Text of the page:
Prof. Jessica Penner | OL05 | Fall 2020

Week 4: Discussion of Plot in Memoir (or any genre)

Some business…

I’ve begun glancing through your critiques of each other’s work, and it’s really great to see how engaged everyone’s been! Yay! I’m seriously happy to see how open and honest y’all are.

I also noticed that not everyone used the template for their formal critiques of their Cohort’s work. No worries this round if you didn’t, but in the future, please use the template that can be found in the Course Profile (the link’s embedded here).

I’m going to talk specifically about plot this week, but if you’re unfamiliar with any of the other terms on the template (which we’ll cover as the semester progresses), email me or visit during an office hour and I can give you the short & sweet version!

This Sunday (9/13) your final draft of memoir 1 (“Meet My X”) is due. I’ve decided to have you post it on our site. I’ve created a new category under Student Work, so when you post your piece, save it under Student Work and Memoir. If you’re rusty on how to post, I’ve created a guide for how to post your memoir here.

Okay, let’s talk about PLOT.

Read the following quote:

The following is a story:

“The king died and then the queen died.”

And the following is a plot:

“The king died, and then the queen died of grief.”

E.M. Forster

So, think for a minute–what’s the difference between the two sentences?

The first line tells us the bare facts. With the first line, we don’t know when or in what state the queen was in. For all we know, the queen lived quite happily for 50 years before she died.

The second line tells us more–the state in which the queen died. Now we know they were very close. They were soul mates. The queen couldn’t adapt to life after the king’s death.

Simply put, plot is the sequence of events that make up the story. When you tell someone a story you often say: “X happened and Y happened, and then you’ll never guess what happened next!” Without realizing it, you are plotting your story.

All writers are conscious of plot, whether they’re writing a fantasy novel or a newspaper article. They are hyper-aware of the need to show that something happened because something else happened.

Beginning/Middle/End

Typically a plot has three major parts—beginning, middle, and end

Each of these sections plays a specific role in the storytelling. There’s an old saying that in telling a story you should:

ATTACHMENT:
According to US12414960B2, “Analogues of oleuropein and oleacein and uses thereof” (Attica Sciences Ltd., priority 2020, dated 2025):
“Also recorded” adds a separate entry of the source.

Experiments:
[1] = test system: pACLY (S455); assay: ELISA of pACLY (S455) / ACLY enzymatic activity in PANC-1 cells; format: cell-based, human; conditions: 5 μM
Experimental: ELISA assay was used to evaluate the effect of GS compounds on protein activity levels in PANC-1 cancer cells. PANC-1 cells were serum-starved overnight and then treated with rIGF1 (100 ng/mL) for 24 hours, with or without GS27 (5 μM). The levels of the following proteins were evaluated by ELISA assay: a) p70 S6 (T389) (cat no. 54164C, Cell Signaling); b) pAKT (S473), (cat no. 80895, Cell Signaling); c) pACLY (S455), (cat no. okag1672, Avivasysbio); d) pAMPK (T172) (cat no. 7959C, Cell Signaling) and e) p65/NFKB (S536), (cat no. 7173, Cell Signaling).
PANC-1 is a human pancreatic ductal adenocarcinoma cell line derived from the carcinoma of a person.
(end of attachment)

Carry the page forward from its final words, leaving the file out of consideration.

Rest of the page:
1) get your protagonist up in a tree,

2) throw rocks at your protagonist, and

3) get your protagonist down.

Consider the essay we just read. Spend some time reviewing the essay “Whatever Happened to ______” and note when/if the author follows the above formula.

Get Your Protagonist Up in a Tree aka the “Beginning”

What’s the context (year, location, and other important setting details) of the story?

What’s the inciting incident (action that gets things going) in the story?

Throw Rocks aka the “Middle”

What’s the rising action (events that lead to the climax) in the story?

Get Down aka the “End”

What’s the climax (the most exciting or intense moment) in the story?

What’s the resolution (the “wrap up”) of the story?

What does this mean for your writing?

Consider your “Meet My _____.” Does it have the three parts of plot? Does it set the reader up with all the information they need? Does it have some kind of “conflict”? (This doesn’t have to be a negative thing–think of “conflict” as what caused you to purchase the item, etc.) Does it have a conclusion that wraps up the story?

And now, part of the Assignment for Week 4 is to write a new memoir piece (more on that in the Assignment page). As you write/revise the piece, keep these things in mind.

Questions? Come visit me during my office hour on Friday (this Friday, my office hour is 11:30-12:30).

4 Comments

  1. Sarvinoz Erkinova

    So with plots, are there emotions and consequences of events and how they affected the characters? And with story you are just mentioning the facts without regardance to thoughts, feelings and emotions of charaters?

    • Saja Musa

      Does the resolution of the story have to be in the form of a solution to the problem or can it be a lesson/message the author wants the audience to take away?

      • Jessica Penner

        It can be either–it really depends on the genre and the author’s intention. Obviously the resolution we expect from, say, a newspaper article would be different than a novel.

    • Jessica Penner

      Oh, certainly the emotions and consequences are always factors in plot! I’d say stories have the same elements in them, but they might be hidden. For example, a person gets caught stealing a loaf of bread. They took a loaf, hid it, and a clerk saw them try to exit without paying. The plot gets in deep. Maybe this person didn’t have money and hadn’t eaten for days. Or this person had a mental illness. Etc.

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